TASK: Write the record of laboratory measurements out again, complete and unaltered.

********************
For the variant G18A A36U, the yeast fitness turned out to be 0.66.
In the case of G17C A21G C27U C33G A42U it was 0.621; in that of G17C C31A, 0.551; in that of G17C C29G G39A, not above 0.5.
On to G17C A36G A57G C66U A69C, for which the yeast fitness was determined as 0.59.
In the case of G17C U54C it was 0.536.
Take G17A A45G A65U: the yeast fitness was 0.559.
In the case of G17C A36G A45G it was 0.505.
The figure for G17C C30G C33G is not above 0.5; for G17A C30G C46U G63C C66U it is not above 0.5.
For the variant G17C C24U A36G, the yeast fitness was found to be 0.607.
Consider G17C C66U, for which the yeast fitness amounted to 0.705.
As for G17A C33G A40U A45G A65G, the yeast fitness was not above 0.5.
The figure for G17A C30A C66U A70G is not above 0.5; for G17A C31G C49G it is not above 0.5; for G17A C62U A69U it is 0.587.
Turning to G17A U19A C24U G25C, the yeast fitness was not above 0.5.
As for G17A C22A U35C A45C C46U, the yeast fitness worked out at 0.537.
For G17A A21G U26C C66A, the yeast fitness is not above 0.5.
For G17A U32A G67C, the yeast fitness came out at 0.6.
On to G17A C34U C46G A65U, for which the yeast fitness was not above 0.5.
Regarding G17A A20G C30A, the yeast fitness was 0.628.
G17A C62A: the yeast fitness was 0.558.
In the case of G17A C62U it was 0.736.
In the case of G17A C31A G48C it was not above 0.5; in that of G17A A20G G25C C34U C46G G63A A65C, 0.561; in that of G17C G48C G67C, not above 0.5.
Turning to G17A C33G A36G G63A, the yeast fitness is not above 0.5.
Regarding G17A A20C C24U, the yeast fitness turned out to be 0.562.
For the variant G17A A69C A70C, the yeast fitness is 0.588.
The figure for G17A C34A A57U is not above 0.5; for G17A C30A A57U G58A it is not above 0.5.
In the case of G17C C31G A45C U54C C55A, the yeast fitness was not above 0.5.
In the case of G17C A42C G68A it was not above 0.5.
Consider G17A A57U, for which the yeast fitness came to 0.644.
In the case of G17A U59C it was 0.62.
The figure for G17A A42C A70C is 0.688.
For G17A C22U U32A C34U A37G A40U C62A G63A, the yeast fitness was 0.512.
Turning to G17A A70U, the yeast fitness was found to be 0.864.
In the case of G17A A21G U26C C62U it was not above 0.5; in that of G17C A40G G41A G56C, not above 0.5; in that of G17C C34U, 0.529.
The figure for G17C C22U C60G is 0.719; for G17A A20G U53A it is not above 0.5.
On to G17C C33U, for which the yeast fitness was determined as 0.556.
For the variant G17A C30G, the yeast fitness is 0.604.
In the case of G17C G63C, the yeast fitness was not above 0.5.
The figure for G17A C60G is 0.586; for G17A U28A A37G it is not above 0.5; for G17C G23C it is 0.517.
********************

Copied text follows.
For the variant G18A A36U, the yeast fitness turned out to be 0.66.
In the case of G17C A21G C27U C33G A42U it was 0.621; in that of G17C C31A, 0.551; in that of G17C C29G G39A, not above 0.5.
On to G17C A36G A57G C66U A69C, for which the yeast fitness was determined as 0.59.
In the case of G17C U54C it was 0.536.
Take G17A A45G A65U: the yeast fitness was 0.559.
In the case of G17C A36G A45G it was 0.505.
The figure for G17C C30G C33G is not above 0.5; for G17A C30G C46U G63C C66U it is not above 0.5.
For the variant G17C C24U A36G, the yeast fitness was found to be 0.607.
Consider G17C C66U, for which the yeast fitness amounted to 0.705.
As for G17A C33G A40U A45G A65G, the yeast fitness was not above 0.5.
The figure for G17A C30A C66U A70G is not above 0.5; for G17A C31G C49G it is not above 0.5; for G17A C62U A69U it is 0.587.
Turning to G17A U19A C24U G25C, the yeast fitness was not above 0.5.
As for G17A C22A U35C A45C C46U, the yeast fitness worked out at 0.537.
For G17A A21G U26C C66A, the yeast fitness is not above 0.5.
For G17A U32A G67C, the yeast fitness came out at 0.6.
On to G17A C34U C46G A65U, for which the yeast fitness was not above 0.5.
Regarding G17A A20G C30A, the yeast fitness was 0.628.
G17A C62A: the yeast fitness was 0.558.
In the case of G17A C62U it was 0.736.
In the case of G17A C31A G48C it was not above 0.5; in that of G17A A20G G25C C34U C46G G63A A65C, 0.561; in that of G17C G48C G67C, not above 0.5.
Turning to G17A C33G A36G G63A, the yeast fitness is not above 0.5.
Regarding G17A A20C C24U, the yeast fitness turned out to be 0.562.
For the variant G17A A69C A70C, the yeast fitness is 0.588.
The figure for G17A C34A A57U is not above 0.5; for G17A C30A A57U G58A it is not above 0.5.
In the case of G17C C31G A45C U54C C55A, the yeast fitness was not above 0.5.
In the case of G17C A42C G68A it was not above 0.5.
Consider G17A A57U, for which the yeast fitness came to 0.644.
In the case of G17A U59C it was 0.62.
The figure for G17A A42C A70C is 0.688.
For G17A C22U U32A C34U A37G A40U C62A G63A, the yeast fitness was 0.512.
Turning to G17A A70U, the yeast fitness was found to be 0.864.
In the case of G17A A21G U26C C62U it was not above 0.5; in that of G17C A40G G41A G56C, not above 0.5; in that of G17C C34U, 0.529.
The figure for G17C C22U C60G is 0.719; for G17A A20G U53A it is not above 0.5.
On to G17C C33U, for which the yeast fitness was determined as 0.556.
For the variant G17A C30G, the yeast fitness is 0.604.
In the case of G17C G63C, the yeast fitness was not above 0.5.
The figure for G17A C60G is 0.586; for G17A U28A A37G it is not above 0.5; for G17C G23C it is 0.517.